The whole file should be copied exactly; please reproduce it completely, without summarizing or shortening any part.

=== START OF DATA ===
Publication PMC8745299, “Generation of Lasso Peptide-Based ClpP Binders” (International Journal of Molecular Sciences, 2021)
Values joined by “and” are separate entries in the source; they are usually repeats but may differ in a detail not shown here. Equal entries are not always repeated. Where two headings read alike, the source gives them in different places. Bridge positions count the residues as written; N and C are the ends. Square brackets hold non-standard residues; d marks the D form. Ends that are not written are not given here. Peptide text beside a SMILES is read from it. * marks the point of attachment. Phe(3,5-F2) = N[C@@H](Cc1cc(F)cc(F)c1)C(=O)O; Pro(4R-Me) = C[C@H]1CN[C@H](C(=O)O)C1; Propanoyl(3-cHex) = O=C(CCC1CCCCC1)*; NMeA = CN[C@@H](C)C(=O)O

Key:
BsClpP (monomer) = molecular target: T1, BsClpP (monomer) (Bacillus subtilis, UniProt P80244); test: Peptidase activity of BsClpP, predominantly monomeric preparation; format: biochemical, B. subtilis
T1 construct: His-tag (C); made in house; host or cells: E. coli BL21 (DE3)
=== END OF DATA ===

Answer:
Publication PMC8745299, “Generation of Lasso Peptide-Based ClpP Binders” (International Journal of Molecular Sciences, 2021)
Values joined by “and” are separate entries in the source; they are usually repeats but may differ in a detail not shown here. Equal entries are not always repeated. Where two headings read alike, the source gives them in different places. Bridge positions count the residues as written; N and C are the ends. Square brackets hold non-standard residues; d marks the D form. Ends that are not written are not given here. Peptide text beside a SMILES is read from it. * marks the point of attachment. Phe(3,5-F2) = N[C@@H](Cc1cc(F)cc(F)c1)C(=O)O; Pro(4R-Me) = C[C@H]1CN[C@H](C(=O)O)C1; Propanoyl(3-cHex) = O=C(CCC1CCCCC1)*; NMeA = CN[C@@H](C)C(=O)O

Key:
BsClpP (monomer) = molecular target: T1, BsClpP (monomer) (Bacillus subtilis, UniProt P80244); test: Peptidase activity of BsClpP, predominantly monomeric preparation; format: biochemical, B. subtilis
T1 construct: His-tag (C); made in house; host or cells: E. coli BL21 (DE3)